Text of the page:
No one does political rags to riches stories quite like Brazil, but even in a nation where the most celebrated president in decades once shined shoes to survive, the story of Erika Hilton takes some beating.
The transgender teenager was kicked out of her house aged 14 and spent several years as a sex worker in rural Brazil before reconnecting with her mother and studying teaching and gerontology at university.
After involving herself in student politics she moved to São Paulo and joined the leftwing PSOL party. In 2020 became the first trans person elected to the city council, Brazil’s largest.
Now, she is running for Congress and seen as very likely to become the first trans member of the Brazilian parliament.
“I think she has lots of layers, being black, a woman, and trans,” said Evorah Cardoso, a researcher for the campaigning NGO VoteLGBT. “She is about more than just her physical attributes. She has policies to go with it and she puts them forward very well. She has a really good chance of being elected.”
There were at least 300 LGBT candidates running for election in Brazil this year, around 80 of whom were trans, Cardoso said. Hilton is one of the most visible, and her showing two years ago in the São Paulo city council elections prompted the PSOL to allocate resources to her campaign.
Individual vote winners under the complicated Brazilian electoral system help elect less popular members of the same party and Hilton is seen as a marquee presence. Much of that is down to her LGBT background and strong stance on issues such as education, social housing and domestic violence.
An increased awareness of the power LGBT candidates can wield has also helped. In 2017, researchers at the annual Pride parades in Rio de Janeiro and São Paulo asked participants if they thought LGBT people should vote for LGBT candidates and 42.8 % agreed totally or partly. In 2022, that number had shot up to 88%.
The 2018 election of the far-right president Jair Bolsonaro threatened and galvanised minorities in equal measure. Bolsonaro had long made clear his contempt for LGBT people, Afro-Brazilians and women, and Hilton is one of a new generation who stepped up to answer back.
Tall, stick thin with a flowing mane of dark brown hair, she is as poised and articulate as she is striking. Although she lost several years of education while living on the streets, she worked hard to catch up and has won respect for both grasping key issues and surrounding herself with savvy allies.
She has also come along at a life-or-death moment for many of her constituents.
Brazil is one of the most dangerous places in the world to be LGBT, with at least 310 killed last year, 114 of them trans, according to the rights organisation Grupo Gay de Bahia.
The 2018 murder of Marielle Franco, a black and lesbian city council woman in Rio de Janeiro, sent a chilling message that no one is safe. Two former police officers are in jail awaiting trial for ambushing Franco and her driver, although who ordered the crime still remains open.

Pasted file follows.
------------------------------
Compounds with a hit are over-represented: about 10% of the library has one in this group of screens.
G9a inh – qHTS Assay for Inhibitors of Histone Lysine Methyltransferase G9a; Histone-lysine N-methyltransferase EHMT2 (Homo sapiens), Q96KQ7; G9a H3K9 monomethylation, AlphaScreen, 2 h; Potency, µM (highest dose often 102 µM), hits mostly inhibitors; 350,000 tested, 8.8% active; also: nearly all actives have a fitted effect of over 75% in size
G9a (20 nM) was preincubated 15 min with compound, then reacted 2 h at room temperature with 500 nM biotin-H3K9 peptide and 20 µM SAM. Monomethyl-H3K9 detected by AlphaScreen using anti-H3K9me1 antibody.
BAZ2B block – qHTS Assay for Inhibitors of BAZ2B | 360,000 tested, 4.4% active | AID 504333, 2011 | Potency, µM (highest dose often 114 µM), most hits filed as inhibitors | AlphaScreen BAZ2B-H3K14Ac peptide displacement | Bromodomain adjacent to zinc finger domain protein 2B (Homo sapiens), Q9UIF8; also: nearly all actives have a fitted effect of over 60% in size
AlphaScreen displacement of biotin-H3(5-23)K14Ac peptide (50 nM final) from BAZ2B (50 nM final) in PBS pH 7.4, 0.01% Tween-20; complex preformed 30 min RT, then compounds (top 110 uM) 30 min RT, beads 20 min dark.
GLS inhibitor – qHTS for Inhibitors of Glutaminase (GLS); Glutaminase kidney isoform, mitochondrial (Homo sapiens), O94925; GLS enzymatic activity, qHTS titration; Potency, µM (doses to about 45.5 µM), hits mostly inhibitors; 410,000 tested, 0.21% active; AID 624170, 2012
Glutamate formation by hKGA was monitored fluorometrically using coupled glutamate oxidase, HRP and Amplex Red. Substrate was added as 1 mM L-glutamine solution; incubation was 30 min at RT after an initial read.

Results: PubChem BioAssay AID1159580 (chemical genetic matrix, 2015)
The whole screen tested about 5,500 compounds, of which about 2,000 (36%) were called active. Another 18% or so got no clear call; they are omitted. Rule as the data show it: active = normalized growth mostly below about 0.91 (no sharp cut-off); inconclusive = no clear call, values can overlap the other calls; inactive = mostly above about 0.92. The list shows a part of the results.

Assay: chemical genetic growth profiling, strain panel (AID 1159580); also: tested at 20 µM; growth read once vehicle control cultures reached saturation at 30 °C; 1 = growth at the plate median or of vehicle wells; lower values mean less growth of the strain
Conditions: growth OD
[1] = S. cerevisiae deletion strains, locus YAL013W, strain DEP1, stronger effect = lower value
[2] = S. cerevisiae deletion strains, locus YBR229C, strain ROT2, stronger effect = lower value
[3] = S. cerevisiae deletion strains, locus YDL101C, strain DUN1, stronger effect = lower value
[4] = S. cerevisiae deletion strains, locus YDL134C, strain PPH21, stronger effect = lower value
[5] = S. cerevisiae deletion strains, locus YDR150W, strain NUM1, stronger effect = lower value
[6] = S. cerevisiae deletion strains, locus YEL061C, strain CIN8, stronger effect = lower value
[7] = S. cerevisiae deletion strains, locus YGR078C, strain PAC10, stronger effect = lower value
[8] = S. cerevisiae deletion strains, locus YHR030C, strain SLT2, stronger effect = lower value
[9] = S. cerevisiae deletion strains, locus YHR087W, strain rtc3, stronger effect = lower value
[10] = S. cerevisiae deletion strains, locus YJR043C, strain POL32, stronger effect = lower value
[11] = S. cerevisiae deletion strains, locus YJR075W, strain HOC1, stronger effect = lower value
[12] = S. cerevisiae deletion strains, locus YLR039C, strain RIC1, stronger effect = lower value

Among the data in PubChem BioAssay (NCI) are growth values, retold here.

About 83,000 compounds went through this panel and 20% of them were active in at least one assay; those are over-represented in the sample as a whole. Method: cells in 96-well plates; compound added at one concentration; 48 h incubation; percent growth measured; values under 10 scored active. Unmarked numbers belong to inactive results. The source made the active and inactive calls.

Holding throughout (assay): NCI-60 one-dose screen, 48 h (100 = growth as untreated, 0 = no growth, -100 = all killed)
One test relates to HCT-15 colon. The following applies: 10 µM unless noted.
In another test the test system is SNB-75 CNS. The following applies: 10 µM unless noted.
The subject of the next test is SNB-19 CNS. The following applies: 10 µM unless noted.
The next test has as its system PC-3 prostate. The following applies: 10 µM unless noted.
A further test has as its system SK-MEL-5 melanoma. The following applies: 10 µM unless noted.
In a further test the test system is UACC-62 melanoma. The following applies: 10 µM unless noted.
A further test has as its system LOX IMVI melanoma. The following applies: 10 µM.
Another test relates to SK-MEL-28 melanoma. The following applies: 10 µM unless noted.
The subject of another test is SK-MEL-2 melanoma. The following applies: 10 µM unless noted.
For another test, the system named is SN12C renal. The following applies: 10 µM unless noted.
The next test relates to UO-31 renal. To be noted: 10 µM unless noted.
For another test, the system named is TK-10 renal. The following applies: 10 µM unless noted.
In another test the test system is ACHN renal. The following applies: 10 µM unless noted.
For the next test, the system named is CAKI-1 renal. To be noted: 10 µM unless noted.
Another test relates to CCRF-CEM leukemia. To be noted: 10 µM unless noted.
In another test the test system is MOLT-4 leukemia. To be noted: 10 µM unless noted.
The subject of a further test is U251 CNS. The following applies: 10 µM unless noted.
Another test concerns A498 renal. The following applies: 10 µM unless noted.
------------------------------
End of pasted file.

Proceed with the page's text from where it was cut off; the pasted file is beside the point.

Hilton is a breezy and engaging presence in her ramshackle office and a magnetic force on the campaign trail, where she delivers almost as many hugs as stickers. But the threats are never far away and she visibly wilts when discussing the life they have obliged her to live.
“I feel less free and less safe as a city council member in the city of São Paulo than when I was a 14-year-old and needed to stand on a street corner to survive from prostitution,” she said.
“I knew I could get in a client’s car and never come back, but [the threat] was generic. Now it hangs over me directly. Criminals who are organised and capable, who say what they will do to Erika. It’s not just any transvestite who will be a victim of structural transphobia. It’s about me, and my body, and my life.”
She now has a bodyguard and cannot frequent bars or clubs like other young women who share her passion for Beyoncé and Rihanna. So for the last three years, much of it restricted anyway because of the pandemic, she has thrown herself into her work, building a base she wants to fight alongside her to “rescue” Brazil from the far right and the dominant white, male power structures.
“I want to lift this country up,” she said, warming to her theme with the intense mile a-minute delivery that is her trademark. “Brazil has a gigantic historic debt with these [marginalised] groups and it has never worried about paying it. That bill will have to be paid sometime … I will do everything I can so that happens, even if it’s not in my lifetime.”
Still only 29, Hilton clearly has the potential to go much further. How far that might be probably depends less on her own merits than on the openness of Brazilian voters.
When asked if Brazil is ready for more Erika Hilton, her brown eyes flare and a smile flickers across her lips. “Brazil is being prepared for more Erika Hilton,” she said. “It’s not ready yet. But it’s getting ready.”